However as the world emerged from the 2009 recession government revenue graph picked up to pre recession levels before going down again around 2016/17 owing to challenges in the diamond industry.

Due to a number of budget surpluses from 2012/13 financial year the Government Investment Account started expanding back to P30 billion levels before a series of budget deficits in the National Development Plan 11 pushed it back to decline a decline wave.

When the National Development Plan 11 commenced three (3) financial years ago, government announced that the first half of the NDP would run at budget deficits.

This  as explained by Minister of Finance in 2017 would be occasioned by decline in diamond revenue mainly due to government forfeiting some of its dividend from Debswana to fund mine expansion projects.

Cumulatively since 2017/18 to 2019/20 financial year the budget deficit totaled to over P16 billion, of which was financed by both external and domestic borrowing and drawing down from government cash balances. Drawing down from government cash balances meant significant withdrawals from the Government Investment Account.

The Government Investment Account (GIA) was established in accordance with Section 35 of the Bank of Botswana Act Cap. 55:01. The Account represents Government’s share of the Botswana‘s foreign exchange reserves, its investment and management strategies are aligned to the Bank of Botswana’s foreign exchange reserves management and investment guidelines.

Government Investment Account, comprises of Pula denominated deposits at the Bank of Botswana and held in the Pula Fund, which is the long-term investment tranche of the foreign exchange reserves.

In June 2017 while answering a question from Bogolo Kenewendo, the then Minister of Finance & Economic Development Kenneth Mathambo told parliament that as of June 30, 2017, the total assets in the Pula Fund was P56.818 billion, of which the balance in the GIA was P30.832 billion.

Kenewendo was still a back bench specially elected Member of Parliament before ascending to cabinet post in 2018. Last week Minister of Finance & Economic Development, Dr Thapelo Matsheka, when presenting a motion to raise government local borrowing ceiling from P15 billion to P30 Billion told parliament that as of December 2019 Government Investment Account amounted to P18.3 billion.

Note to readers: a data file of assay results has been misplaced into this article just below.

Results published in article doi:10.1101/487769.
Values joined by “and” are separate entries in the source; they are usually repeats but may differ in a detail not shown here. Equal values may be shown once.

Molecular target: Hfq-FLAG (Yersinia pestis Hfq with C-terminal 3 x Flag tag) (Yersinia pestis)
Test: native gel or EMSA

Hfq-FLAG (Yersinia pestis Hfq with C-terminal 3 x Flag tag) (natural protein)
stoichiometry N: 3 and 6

Dr Matsheka further told parliament that prior to financial crisis of 2008/9 the account amounted to P30.5 billion (41 % of GDP) in December of 2008 while as at December 2019 it stood at P18.3 billion (only 9 % of GDP) mirroring a total decline by P11 billion in the entire 11 years.

Back in 2017 Parliament was also told that the Government Investment Account may be drawn-down or added to, in line with actuations in the Government’s expenditure and revenue outturns. “This is intended to provide the Government with appropriate funds to execute its functions and responsibilities effectively and efficiently” said Mathambo, then Minister of Finance.

Acknowledging the need to draw down from GIA no more, current Minister of Finance   Dr Matsheka said “It is under this background that it would be advisable to avoid excessive draw down from this account to preserve it as a financial buffer”

He further cautioned “The danger with substantially reduced financial buffers is that when an economic shock occurs or a disaster descends upon us and adversely affects our economy it becomes very difficult for the country to manage such a shock”